Stuart Hall, the Godfather of Multiculturalism, Dies at 82
Photo Credit: Public Domain Image
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When the writer and academic Richard Hoggart founded the Centre for Contemporary Cultural Studies at Birmingham University in 1964, he invited Stuart Hall, who has died aged 82, to join him as its first research fellow. Four years later Hall became acting director and, in 1972, director. Cultural studies was then a minority pursuit: half a century on it is everywhere, generating a wealth of significant work even if, in its institutionalised form, it can include intellectual positions that Hall could never endorse.
The foundations of cultural studies lay in an insistence on taking popular, low-status cultural forms seriously and tracing the interweaving threads of culture, power and politics. Its interdisciplinary perspectives drew on literary theory, linguistics and cultural anthropology in order to analyse subjects as diverse as youth sub-cultures, popular media and gendered and ethnic identities – thus creating something of a model, for example, for the Guardian's own G2 section.
Hall was always among the first to identify key questions of the age, and routinely sceptical about easy answers. A spellbinding orator and a teacher of enormous influence, he never indulged in academic point-scoring. Hall's political imagination combined vitality and subtlety; in the field of ideas he was tough, ready to combat positions he believed to be politically dangerous. Yet he was unfailingly courteous, generous towards students, activists, artists and visitors from across the globe, many of whom came to love him. Hall won accolades from universities worldwide, despite never thinking of himself as a scholar. Universities offered him a base from which he could teach – a source of great pleasure for him – and collaborate with others in public debate.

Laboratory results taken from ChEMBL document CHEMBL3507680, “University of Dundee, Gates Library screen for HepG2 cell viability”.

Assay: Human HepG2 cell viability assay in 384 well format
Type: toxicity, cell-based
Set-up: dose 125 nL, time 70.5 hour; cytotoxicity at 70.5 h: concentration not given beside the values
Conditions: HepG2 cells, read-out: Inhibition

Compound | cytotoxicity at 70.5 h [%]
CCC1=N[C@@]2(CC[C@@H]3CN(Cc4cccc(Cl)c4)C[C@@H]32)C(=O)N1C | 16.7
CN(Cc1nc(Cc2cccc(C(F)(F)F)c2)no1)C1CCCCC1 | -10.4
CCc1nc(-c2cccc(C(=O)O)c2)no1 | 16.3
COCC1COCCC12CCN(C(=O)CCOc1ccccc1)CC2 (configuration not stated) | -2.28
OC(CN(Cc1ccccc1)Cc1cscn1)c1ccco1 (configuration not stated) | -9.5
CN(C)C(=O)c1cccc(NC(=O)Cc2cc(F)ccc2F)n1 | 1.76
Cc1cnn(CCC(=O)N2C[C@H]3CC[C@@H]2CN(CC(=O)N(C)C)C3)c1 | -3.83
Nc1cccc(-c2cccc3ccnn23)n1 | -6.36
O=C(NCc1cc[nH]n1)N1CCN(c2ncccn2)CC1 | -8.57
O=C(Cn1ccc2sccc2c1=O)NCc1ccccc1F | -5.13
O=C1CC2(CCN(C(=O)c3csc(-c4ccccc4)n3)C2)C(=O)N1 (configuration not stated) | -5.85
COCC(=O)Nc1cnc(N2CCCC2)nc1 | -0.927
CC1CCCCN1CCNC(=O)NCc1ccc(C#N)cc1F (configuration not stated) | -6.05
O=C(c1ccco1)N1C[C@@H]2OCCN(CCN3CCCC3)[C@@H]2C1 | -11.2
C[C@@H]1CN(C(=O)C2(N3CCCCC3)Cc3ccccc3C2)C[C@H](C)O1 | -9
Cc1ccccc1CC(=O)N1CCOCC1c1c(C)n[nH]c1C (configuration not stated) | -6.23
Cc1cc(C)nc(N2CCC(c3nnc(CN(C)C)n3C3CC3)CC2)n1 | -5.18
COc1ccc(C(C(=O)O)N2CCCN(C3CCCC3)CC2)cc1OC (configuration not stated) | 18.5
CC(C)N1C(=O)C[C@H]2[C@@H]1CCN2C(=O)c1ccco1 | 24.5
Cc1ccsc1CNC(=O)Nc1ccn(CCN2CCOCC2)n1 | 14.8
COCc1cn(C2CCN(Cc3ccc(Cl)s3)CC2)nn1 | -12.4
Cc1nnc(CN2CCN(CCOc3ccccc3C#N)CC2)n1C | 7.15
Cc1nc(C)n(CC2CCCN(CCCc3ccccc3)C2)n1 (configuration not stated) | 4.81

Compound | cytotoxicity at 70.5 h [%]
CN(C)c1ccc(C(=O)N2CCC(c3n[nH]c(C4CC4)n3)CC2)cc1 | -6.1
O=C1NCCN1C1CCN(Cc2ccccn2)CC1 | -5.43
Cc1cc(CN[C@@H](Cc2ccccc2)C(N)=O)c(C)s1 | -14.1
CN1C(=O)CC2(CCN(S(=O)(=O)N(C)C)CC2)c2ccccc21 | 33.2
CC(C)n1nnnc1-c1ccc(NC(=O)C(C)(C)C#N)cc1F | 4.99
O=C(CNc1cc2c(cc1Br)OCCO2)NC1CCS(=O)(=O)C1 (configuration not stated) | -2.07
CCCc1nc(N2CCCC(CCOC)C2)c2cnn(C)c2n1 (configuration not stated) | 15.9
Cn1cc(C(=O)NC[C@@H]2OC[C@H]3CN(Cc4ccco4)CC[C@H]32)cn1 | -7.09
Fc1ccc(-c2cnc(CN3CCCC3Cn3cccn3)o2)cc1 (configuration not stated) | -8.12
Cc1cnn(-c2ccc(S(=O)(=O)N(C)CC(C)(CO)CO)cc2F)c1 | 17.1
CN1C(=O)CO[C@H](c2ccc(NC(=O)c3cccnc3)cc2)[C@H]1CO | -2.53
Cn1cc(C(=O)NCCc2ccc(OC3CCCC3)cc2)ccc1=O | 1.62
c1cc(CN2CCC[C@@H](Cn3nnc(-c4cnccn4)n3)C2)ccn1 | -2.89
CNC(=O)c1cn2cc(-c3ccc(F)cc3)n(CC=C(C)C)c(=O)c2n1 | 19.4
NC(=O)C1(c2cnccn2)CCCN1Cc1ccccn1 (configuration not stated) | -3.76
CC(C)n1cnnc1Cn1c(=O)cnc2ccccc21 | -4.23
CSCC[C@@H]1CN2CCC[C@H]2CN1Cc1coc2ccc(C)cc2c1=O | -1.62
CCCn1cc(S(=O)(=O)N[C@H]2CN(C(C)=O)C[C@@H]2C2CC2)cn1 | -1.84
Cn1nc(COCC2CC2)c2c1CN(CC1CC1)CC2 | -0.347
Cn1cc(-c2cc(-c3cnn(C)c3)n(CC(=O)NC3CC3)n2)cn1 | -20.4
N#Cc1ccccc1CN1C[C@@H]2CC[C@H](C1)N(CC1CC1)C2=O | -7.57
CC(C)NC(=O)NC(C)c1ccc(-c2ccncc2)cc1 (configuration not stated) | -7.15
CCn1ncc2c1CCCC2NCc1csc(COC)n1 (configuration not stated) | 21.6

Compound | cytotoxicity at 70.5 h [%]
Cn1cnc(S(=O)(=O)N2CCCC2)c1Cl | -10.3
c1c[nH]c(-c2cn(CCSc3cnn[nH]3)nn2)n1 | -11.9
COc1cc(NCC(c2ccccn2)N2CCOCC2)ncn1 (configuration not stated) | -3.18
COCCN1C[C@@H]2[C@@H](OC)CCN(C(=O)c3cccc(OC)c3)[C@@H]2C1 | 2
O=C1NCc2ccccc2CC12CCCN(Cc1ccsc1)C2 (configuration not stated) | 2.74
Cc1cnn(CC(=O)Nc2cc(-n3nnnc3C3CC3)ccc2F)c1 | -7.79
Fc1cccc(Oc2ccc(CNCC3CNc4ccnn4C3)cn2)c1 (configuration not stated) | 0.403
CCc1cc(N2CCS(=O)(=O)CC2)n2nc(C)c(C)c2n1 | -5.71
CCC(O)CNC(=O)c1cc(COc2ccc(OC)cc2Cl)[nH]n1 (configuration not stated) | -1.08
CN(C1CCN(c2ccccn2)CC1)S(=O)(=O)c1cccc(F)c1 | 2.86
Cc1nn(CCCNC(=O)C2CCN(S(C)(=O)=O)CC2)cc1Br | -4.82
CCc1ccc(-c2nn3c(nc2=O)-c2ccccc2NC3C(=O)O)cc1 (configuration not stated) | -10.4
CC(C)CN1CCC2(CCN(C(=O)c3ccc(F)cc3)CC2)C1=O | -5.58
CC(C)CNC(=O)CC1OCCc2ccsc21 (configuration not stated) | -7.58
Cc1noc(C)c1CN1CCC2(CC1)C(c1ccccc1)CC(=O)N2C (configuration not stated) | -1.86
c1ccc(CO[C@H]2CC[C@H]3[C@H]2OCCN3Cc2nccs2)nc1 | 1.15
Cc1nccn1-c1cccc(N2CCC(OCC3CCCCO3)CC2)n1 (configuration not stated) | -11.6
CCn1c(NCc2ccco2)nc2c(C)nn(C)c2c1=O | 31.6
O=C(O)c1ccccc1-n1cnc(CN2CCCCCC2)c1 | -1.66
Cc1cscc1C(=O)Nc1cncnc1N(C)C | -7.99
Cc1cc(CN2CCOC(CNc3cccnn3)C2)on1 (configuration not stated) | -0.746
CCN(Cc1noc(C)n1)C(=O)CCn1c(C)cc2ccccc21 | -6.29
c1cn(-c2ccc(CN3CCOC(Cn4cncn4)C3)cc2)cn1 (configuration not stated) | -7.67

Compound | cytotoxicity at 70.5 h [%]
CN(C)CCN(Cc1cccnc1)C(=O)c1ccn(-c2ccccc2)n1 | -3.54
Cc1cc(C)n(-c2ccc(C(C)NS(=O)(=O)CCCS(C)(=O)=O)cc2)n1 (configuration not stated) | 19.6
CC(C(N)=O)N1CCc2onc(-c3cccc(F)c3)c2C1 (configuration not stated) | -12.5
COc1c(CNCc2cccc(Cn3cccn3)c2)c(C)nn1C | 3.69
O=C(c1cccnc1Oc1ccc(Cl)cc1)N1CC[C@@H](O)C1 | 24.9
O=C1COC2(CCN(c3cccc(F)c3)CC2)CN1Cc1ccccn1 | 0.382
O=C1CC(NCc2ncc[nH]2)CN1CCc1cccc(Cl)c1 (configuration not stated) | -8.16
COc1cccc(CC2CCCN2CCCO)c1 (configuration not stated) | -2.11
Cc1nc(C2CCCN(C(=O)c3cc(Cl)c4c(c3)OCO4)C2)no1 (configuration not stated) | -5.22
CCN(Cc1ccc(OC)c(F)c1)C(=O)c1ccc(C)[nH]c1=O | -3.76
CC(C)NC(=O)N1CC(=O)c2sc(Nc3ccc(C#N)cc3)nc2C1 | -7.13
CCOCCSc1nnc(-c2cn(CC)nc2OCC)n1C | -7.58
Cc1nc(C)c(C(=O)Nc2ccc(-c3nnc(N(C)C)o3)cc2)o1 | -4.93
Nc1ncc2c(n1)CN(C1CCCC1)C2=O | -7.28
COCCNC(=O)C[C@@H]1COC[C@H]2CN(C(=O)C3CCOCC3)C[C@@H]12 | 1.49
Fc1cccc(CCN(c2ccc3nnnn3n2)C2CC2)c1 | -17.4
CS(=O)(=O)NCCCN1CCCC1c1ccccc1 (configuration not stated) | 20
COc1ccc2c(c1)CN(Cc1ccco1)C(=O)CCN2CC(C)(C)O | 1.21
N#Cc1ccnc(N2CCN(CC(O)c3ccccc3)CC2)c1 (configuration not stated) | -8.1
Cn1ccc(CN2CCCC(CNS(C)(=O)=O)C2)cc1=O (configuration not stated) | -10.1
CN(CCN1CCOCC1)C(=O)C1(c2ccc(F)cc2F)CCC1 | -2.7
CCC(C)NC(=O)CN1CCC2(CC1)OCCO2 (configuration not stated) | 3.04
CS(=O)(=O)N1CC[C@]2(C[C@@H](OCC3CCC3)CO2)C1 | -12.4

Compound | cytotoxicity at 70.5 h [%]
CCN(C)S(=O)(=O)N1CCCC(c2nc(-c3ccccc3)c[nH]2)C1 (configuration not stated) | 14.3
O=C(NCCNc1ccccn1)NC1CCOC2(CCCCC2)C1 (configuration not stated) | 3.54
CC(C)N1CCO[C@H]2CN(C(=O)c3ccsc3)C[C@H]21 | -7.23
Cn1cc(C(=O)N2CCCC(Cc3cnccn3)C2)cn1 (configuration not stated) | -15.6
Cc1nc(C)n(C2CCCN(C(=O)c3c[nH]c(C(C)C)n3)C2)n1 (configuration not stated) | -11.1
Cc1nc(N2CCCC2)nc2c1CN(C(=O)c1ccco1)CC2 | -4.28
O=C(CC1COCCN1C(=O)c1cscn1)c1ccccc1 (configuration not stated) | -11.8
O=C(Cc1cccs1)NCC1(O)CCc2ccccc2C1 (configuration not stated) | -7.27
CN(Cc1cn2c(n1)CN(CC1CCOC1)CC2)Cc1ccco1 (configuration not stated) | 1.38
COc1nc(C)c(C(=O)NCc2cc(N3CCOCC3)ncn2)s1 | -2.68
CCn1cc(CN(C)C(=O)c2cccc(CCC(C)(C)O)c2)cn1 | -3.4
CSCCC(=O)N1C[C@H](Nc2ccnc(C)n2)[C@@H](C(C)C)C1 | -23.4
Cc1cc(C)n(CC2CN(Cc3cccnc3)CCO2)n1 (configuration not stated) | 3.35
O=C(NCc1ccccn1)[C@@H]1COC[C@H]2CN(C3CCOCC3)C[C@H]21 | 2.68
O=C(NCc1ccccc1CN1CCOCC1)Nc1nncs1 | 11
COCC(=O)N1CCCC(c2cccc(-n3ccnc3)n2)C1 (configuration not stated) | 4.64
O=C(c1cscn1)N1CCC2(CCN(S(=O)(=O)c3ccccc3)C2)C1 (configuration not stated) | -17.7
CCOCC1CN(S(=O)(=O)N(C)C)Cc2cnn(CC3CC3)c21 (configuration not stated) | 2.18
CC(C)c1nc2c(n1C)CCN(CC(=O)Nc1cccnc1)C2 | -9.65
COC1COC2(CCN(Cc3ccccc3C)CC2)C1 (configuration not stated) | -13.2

He was born in Kingston, into an aspiring Jamaican family. His father, Herman, was the first non-white person to hold a senior position – chief accountant – with United Fruit in Jamaica. Jessie, his formidable mother, had white forebears and identified with the ethos of an imaginary, distant Britain. Hall received a classical English education at Jamaica College in Kingston – while allying himself with the struggle for independence from colonial rule.
But he found the country's racial and colonial restrictions intolerable and an escape presented itself when he won a Rhodes scholarship to study at Oxford University. He arrived in Britain in 1951, part of the large-scale Caribbean migration that had begun symbolically with the arrival of the Empire Windrush three years earlier. Hall recalled that when he took the train from Bristol to Paddington station in London, he saw a landscape familiar to him from the novels of Thomas Hardy.
However, if Britain was a culture he knew from the inside, it was also one he never entirely felt part of, always imagining himself a "familiar stranger". At Merton College, studying English, he experienced this sense of displacement, his enthusiasms – for a new politics, for bebop, for a world alive to the values of human difference – incomprehensible to the cavalry-twilled former public schoolboys who surrounded him.
As his time in Britain lengthened, so his identifications with blackness deepened. Ambivalent about his relation both to his place of departure and to his place of arrival, he sought to survive the medieval gloom of Oxford by making common cause with the city's displaced migrant minority. Out of these new attachments, and out of the political cataclysm of 1956 – marked by the Anglo-French-Israeli invasion of Egypt and by the Soviet suppression of the Hungarian revolution – emerged the new left, in which Hall was an influential figure: it provided him with a political home. At this point he found himself "dragged backwards into Marxism, against the tanks in Budapest" – and, if his Marxism came "without guarantees", it was nonetheless a vital part of him to the end.